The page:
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California begins to pivot toward the endemic phase of Covid

The shift in posture likely makes California the first state in the union to treat Covid as endemic — that is, a virus we learn to live with, rather than seek to eradicate.

(CN) — On Thursday, California Governor Gavin Newsom and the state's top health officials laid out the framework for the future of how the state will respond to Covid — not for the next few weeks, but for the next few years.

Governor Gavin Newsom said the state was "moving away from a crisis mentality... moving away from a reactive mindset and a crisis mindset to a mindset of living with this virus." He added: "There is no end date. There’s no moment where we declare victory."

"Today, Covid-19 is no longer novel," said Health & Human Services Secretary Dr. Mark Ghaly, adding that Covid "will almost certainly become a long-term nemesis."

The shift in posture likely makes California the first state in the union to treat Covid as endemic — that is, a virus we learn to live with, rather than seek to eradicate.

Hundreds of people are still dying every day from Covid in California. The number of reported cases, however, has fallen dramatically since last month's spike, and the state is approaching pre-Omicron levels of positive cases. Compared to the rest of the country, the state's response to the pandemic has been fairly laudable: it's registered significantly fewer deaths per capita than all the other most populous states, including New York, Texas and Florida.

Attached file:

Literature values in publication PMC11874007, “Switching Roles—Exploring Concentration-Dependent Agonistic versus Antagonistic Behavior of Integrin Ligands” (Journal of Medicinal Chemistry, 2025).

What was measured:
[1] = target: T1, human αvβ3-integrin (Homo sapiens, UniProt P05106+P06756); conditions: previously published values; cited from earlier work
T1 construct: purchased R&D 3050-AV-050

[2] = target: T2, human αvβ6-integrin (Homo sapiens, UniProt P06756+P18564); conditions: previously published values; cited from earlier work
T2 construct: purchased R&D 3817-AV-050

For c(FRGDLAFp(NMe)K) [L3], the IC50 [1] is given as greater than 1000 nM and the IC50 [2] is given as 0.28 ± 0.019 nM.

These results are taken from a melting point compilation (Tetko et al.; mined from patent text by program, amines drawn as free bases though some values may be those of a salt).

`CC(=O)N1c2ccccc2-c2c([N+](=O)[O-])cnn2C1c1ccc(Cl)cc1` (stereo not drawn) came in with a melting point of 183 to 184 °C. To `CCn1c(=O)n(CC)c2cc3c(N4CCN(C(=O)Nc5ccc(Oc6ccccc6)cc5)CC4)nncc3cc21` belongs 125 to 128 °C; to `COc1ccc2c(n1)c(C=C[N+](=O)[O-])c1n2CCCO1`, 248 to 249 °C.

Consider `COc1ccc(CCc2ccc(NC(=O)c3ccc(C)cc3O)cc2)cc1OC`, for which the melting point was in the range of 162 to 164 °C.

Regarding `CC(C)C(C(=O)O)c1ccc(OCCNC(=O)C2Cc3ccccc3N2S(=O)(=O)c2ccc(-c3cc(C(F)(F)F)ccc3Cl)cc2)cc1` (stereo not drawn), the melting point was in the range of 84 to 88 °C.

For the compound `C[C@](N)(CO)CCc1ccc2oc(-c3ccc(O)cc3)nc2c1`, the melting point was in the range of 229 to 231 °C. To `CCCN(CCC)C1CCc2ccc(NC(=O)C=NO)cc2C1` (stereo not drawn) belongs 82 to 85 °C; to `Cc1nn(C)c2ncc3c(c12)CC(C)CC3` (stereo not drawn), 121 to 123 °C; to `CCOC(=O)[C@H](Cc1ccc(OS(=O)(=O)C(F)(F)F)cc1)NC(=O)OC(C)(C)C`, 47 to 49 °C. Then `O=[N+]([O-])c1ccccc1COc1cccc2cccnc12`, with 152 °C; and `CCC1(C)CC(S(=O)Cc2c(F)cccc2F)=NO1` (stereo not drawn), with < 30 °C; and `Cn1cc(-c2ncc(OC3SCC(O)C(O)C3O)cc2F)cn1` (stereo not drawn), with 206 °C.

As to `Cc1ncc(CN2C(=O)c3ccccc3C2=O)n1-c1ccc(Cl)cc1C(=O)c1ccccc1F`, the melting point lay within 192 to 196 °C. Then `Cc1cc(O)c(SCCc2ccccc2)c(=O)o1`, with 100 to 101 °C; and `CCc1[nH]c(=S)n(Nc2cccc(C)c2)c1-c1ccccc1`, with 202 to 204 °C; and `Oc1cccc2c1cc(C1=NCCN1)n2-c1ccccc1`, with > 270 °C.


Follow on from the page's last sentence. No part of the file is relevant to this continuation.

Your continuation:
That success may be the result of its public policy response. The state was quick to adopt strict stay-at-home orders; later, it passed strict mask mandates and vaccine mandates. That led to a backlash, and quite a few lawsuits. Some are eager for a return to normalcy and an end to mandates, especially in schools.

California recently ended its indoor mask mandate (though some counties, like Los Angeles, have kept theirs in place), but is currently one of 13 states that still have student mask mandates in schools. Newsom said that by the end of the month, the state would set a date for ending mask mandates.

"The masks will come off," he said.

But the state is already looking past the short term policy tweaks and setting its sights on the next few years. The state will soon set benchmarks for times when mask-wearing is mandatory, strongly recommended or just recommended. Those designations will depend on one of several metrics, including number of people hospitalized for Covid and case rate.

"COVID-19 will be with us for several years to come, and having a nimble plan that can respond strategically to the twists and turns the pandemic will undoubtedly take will be invaluable for Californians," said Dr. George Rutherford, an epidemiologist with the University of California, San Francisco.

The announcement featured little in the way of concrete changes in the immediate future, but more a vague framework for how the state will approach the endemic phase of Covid, where we live with moderate transmission levels punctuated by periodic, and perhaps seasonal spikes and surges as new variants arise. The state will stock up on masks, testing kits and vaccines and will seek to expand its capacity to administer tests and vaccines. And it will roll out a new communications strategy, so that people can get simple, easy-to-digest information about the latest developments and recommendations about the virus.

"We aren’t out of the woods," said Dr. Ghaly. "We’re just more aware of the woods."

Also on Thursday, State Senate President Toni Atkins announced that a senate committee will debate ending California's Covid state of emergency next month.

“I understand we are all tired of living life in an emergency," said Atkins in a written statement, "but ending the emergency must be done responsibly to ensure there are no unintended consequences so we can continue to meet the need of our state’s residents in an unpredictable future.”

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